Tomorrow, October 16 is World Food Day a day chosen to draw attention to hunger needs and food insecurity across the globe.
The Salvation Army in Binghamton is tilling the soil in their corner of the world so that next spring, Binghamton’s North Side residents will be able to grow their own healthy fruits and vegetables.
On one of the last summer-like days this month, volunteers came together to build a community garden in a neighborhood that has been designated as a “food desert.” The term, created by the US Department of Agriculture, means in certain census tracts, usually in low income areas, there is a lack of grocery stores and farmer’s markets.
Members of The Salvation Army Advisory Board, neighborhood residents, volunteers from VINES (Volunteers Improving Neighborhood Environments) and Union Center Christian Church came together to build 14 raised garden beds and prepare the beds with top soil, compost and wood chips for planting next spring.
With a $2,500 donation from the Binghamton Noon Rotary Club and donated lumber from Lowe’s, the garden was built on a vacant lot that The Salvation Army hopes will soon be home to a new Salvation Army Community Center. The location is the former State Bowling Alley at 530-532 State Street.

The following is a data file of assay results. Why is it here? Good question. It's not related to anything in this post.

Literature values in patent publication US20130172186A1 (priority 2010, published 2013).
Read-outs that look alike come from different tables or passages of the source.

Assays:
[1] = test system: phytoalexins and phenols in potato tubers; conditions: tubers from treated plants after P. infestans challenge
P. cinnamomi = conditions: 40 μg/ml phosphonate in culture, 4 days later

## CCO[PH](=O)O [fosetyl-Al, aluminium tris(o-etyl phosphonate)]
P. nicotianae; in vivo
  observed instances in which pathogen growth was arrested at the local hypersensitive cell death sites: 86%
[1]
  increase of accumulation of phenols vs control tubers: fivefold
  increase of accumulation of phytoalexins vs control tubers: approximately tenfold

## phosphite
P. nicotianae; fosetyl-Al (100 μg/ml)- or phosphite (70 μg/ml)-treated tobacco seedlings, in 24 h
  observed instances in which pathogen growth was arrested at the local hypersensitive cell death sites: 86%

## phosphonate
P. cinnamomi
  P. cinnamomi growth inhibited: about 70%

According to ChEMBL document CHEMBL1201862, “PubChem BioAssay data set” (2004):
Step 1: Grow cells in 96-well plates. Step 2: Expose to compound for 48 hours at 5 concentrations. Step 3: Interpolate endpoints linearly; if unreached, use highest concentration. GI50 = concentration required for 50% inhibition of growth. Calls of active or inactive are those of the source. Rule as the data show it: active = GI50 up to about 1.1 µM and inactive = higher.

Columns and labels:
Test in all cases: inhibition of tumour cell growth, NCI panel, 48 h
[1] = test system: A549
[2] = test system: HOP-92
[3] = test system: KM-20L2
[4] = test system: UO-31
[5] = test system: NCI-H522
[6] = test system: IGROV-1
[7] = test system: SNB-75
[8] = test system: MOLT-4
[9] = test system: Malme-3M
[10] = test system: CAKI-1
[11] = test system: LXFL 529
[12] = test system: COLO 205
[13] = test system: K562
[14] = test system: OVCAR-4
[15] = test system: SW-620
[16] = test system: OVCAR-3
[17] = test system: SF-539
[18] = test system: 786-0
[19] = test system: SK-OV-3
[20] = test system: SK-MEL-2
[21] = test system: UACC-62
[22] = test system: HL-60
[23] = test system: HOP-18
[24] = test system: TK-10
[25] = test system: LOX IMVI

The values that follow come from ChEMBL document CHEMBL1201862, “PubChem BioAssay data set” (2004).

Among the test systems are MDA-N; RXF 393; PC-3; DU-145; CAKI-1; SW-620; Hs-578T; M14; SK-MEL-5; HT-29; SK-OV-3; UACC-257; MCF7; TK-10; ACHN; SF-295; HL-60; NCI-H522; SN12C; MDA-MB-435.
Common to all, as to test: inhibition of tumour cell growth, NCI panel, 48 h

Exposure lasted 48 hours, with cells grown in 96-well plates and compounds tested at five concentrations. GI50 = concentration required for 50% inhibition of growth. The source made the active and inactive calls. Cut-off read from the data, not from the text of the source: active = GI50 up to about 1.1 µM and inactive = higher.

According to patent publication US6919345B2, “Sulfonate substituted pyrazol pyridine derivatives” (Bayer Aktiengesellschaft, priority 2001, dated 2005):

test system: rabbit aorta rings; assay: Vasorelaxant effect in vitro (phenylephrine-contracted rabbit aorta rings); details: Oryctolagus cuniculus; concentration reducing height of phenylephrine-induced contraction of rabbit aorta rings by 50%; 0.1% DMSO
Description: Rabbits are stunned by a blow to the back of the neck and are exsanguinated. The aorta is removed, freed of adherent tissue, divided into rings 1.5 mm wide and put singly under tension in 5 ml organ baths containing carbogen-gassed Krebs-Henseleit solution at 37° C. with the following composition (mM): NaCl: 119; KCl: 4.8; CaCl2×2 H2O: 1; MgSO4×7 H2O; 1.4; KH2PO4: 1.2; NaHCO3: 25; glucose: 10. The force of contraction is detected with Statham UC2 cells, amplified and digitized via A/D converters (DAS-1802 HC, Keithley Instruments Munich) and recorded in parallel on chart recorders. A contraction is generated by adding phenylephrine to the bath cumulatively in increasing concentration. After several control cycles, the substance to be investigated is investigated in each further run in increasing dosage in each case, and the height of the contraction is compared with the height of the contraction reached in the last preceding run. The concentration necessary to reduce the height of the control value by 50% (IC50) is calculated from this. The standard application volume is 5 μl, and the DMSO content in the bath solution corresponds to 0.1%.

The gardens will enable area residents to reduce their food bill by growing their own fresh produce without preservatives and giving them access to fresh food, since the nearest grocery store is over a mile away. Major Ron Heimbrock notes “researchers have found that urban gardeners eat more fruit and vegetables and gardening reduces stress and increases a person’s sense of wellbeing. Kids are more interested in eating vegetables that they helped to grow.” The Salvation Army Community Garden will be a VINES affiliated garden.
Amelia LoDolce, United Way Health Initiatives Manager and a VINES board member, said “growing your own food gets your kids interested in eating veggies, and gardeners will have fresh, amazing produce during the growing season,” she added. VINES operates seven community gardens in the Binghamton area.